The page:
Assent in ABA Therapy: Autism Rights

This article has been reposted with permission from Action Behavior Centers.

In the field of Applied Behavior Analysis (ABA) therapy, ABA therapists perform techniques to help children with autism or other developmental disorders improve their social, communicative, and behavioral skills. ABA autism therapy involves breaking down complex skills into smaller, more manageable steps, and using positive reinforcement to encourage the child to learn and practice these skills. ABA therapists and behavioral technicians will often use visual aids, such as pictures and charts, to help children on the spectrum understand what is expected of them. Through these processes, it is very important to understand that the progression of treatment and successes are optimized as the child shows comfortability and a willingness to proceed.

In Applied Behavior Analysis (ABA) therapy, an autistic child’s agreement or willingness to participate in a particular intervention or activity is known as assent. It is an essential ethical requirement in ABA therapy to obtain the child’s assent before initiating any treatment. Assent is different from consent, which is obtained from a parent or legal guardian before starting any treatment or intervention. Assent is important for all children, regardless of their perceived ability to understand the nature and purpose of the treatment. 

The process of obtaining assent involves an autism therapist or clinician explaining the therapy process to the child on the spectrum in a way that they can understand and encouraging them to ask questions or express any concerns they may have. Listen carefully to their responses and address any issues or fears that they may have. For children with limited receptive and expressive language, assent is granted and revoked through other cues. This might include the child shaking their head, crying, or looking away. At ABC, we require clinicians to assess each child’s method of granting and revoking assent. If the child does not give their assent, then the treatment or goals are revised to meet the child’s needs. It is important to honor their wishes and find alternative solutions if necessary.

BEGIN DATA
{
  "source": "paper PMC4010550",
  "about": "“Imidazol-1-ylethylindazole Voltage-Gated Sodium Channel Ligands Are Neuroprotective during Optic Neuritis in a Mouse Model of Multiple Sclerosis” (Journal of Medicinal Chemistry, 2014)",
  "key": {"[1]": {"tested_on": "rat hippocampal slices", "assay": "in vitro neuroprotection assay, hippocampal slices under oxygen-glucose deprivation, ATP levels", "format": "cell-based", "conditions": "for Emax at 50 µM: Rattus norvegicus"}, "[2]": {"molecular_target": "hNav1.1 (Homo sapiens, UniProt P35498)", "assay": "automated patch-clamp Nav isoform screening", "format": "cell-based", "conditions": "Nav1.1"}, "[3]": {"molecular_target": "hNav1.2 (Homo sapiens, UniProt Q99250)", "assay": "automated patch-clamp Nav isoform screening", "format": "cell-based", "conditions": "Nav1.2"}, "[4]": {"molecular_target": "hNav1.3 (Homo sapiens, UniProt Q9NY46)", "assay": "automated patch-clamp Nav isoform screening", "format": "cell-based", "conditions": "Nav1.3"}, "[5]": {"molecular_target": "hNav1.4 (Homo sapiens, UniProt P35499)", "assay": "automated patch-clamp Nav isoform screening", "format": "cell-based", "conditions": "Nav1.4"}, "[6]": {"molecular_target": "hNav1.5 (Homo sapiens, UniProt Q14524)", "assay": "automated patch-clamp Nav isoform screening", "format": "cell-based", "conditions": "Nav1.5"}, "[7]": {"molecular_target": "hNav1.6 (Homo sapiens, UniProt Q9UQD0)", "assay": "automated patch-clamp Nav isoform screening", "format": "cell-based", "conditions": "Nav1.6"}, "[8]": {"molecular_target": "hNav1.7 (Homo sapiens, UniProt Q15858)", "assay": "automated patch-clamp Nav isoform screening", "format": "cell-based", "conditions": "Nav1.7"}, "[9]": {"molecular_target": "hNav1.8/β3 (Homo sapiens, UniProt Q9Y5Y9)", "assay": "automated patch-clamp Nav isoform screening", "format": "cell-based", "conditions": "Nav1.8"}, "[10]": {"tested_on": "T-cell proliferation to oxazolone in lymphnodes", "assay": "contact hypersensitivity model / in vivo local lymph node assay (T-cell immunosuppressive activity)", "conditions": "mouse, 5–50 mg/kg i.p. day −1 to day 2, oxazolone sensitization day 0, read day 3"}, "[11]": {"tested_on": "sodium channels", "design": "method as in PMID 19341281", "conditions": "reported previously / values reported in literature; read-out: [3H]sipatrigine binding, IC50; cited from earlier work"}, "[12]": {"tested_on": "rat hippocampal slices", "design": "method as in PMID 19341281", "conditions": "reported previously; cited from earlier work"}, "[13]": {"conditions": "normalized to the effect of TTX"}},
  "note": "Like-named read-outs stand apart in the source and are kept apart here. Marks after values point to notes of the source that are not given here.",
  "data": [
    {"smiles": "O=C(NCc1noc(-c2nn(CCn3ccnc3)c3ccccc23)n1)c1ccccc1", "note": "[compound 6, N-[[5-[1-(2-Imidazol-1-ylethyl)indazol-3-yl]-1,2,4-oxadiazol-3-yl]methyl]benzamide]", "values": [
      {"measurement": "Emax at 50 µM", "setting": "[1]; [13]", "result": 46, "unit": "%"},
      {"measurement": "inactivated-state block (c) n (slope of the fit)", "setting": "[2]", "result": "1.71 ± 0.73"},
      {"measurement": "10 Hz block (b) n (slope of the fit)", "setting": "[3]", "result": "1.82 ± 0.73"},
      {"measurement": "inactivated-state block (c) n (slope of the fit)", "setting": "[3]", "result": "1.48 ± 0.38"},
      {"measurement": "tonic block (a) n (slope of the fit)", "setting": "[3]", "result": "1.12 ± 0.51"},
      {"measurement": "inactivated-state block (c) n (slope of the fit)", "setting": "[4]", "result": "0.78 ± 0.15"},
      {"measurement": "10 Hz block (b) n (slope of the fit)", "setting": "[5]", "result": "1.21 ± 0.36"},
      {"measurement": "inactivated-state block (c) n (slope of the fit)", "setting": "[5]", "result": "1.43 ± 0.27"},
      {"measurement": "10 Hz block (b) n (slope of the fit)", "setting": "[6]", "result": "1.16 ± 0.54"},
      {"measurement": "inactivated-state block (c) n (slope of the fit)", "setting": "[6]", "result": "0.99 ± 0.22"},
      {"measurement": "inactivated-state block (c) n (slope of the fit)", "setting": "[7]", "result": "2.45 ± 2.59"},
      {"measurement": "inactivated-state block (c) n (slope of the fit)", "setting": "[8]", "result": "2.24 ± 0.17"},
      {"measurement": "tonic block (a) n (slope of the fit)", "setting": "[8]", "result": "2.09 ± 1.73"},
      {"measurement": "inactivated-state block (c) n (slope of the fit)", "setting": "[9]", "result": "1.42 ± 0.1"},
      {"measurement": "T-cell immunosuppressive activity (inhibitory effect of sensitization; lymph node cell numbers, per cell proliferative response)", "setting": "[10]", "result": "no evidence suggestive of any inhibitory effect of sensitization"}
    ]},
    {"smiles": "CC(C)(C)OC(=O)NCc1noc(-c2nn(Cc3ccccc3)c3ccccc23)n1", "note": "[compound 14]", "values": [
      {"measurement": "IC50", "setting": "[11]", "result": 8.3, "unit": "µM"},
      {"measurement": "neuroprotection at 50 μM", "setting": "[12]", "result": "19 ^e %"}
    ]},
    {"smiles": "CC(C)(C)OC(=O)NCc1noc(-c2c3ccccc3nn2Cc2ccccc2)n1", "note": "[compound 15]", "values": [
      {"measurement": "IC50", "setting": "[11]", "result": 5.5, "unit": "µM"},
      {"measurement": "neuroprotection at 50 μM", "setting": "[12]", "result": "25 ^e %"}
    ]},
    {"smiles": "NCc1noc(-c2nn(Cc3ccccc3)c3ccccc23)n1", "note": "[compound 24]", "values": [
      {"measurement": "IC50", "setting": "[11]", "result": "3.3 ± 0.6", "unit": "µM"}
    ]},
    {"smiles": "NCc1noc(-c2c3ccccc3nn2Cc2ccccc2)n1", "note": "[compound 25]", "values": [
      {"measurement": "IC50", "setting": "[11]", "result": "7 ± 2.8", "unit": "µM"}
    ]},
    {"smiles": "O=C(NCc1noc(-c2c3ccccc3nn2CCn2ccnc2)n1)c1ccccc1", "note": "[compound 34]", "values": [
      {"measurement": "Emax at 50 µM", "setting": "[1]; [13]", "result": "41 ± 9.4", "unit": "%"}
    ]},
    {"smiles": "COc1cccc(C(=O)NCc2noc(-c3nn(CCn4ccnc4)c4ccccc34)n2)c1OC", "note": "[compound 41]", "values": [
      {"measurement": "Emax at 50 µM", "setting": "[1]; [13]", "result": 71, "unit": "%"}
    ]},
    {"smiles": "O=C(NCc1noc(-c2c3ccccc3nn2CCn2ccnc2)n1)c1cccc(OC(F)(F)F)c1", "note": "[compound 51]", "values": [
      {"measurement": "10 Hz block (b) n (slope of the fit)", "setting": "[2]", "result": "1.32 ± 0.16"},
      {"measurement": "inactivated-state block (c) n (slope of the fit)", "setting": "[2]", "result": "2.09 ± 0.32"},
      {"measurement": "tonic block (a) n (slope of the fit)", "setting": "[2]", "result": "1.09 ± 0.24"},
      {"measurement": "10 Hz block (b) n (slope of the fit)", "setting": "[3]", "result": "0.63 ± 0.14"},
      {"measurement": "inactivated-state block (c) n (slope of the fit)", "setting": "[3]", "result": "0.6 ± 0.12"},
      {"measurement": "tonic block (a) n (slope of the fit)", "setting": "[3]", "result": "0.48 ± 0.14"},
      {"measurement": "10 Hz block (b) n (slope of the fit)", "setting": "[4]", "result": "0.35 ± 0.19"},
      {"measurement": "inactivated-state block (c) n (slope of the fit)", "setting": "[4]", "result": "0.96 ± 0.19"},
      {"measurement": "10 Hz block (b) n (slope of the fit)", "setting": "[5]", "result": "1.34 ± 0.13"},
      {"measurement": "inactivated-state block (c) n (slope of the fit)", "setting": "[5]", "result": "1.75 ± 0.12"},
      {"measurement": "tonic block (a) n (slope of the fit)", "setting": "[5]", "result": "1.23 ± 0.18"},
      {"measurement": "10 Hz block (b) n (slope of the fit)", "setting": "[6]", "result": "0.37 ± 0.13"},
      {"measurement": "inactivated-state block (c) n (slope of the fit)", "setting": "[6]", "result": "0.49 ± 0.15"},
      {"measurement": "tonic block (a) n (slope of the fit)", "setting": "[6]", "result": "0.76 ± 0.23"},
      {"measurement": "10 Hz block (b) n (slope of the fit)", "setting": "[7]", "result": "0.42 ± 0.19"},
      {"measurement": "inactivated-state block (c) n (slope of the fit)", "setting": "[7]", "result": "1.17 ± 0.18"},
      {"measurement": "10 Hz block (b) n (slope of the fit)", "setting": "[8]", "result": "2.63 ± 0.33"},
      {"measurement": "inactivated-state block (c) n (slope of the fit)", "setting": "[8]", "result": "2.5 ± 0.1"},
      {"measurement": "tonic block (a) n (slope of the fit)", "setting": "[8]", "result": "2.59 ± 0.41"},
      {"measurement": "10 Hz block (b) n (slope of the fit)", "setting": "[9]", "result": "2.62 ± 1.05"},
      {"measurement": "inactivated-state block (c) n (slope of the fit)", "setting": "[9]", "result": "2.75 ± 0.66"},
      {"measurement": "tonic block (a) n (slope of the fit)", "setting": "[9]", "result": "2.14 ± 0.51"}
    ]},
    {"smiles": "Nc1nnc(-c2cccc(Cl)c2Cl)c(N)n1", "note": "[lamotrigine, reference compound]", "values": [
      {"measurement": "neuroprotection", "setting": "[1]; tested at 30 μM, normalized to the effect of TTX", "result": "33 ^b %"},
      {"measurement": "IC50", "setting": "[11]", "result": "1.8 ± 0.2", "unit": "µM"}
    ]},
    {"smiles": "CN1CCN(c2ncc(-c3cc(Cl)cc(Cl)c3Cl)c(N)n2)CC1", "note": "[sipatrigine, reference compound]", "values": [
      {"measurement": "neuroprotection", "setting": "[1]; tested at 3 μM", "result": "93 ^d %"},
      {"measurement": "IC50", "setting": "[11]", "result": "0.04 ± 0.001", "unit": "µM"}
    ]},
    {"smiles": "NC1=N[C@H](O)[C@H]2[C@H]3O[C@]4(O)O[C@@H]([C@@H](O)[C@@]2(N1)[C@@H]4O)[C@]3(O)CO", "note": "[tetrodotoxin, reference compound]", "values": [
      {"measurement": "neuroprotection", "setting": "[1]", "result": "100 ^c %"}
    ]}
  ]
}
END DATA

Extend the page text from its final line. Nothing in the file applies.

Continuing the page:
Assent plays a vital role in the process of autism therapy. By providing assent, you are allowing the autistic child the right to make decisions about their own treatment. This helps build a positive relationship by involving the child in the decision-making process. This lays the foundation between the therapist and the child to increase trust, cooperation, and engagement in therapy. When a child gives their assent, they are more likely to be invested in the treatment process and to actively participate. This can lead to greater treatment effectiveness and better outcomes for the child’s autism symptoms. 

It is also important to note that the age at which a child can provide meaningful assent will vary depending on the situation and the child’s individual development. At Action Behavior Centers, we make sure that obtaining assent from a child is at the forefront of our practices as it is an important step of ABA therapy. We believe that it ensures that the child’s rights and interests are protected and that they are treated with respect and dignity. By following this practice, we are prioritizing the comfortability of children on the spectrum and guiding them into a more successful outcome from our ABA services. 

About Action Behavior Centers

Action Behavior Centers (ABC) is an organization committed to the treatment of children using empirically validated methods and strategies to assist each child in reaching his or her greatest potential and improving their quality of life.

Learn more at their website:

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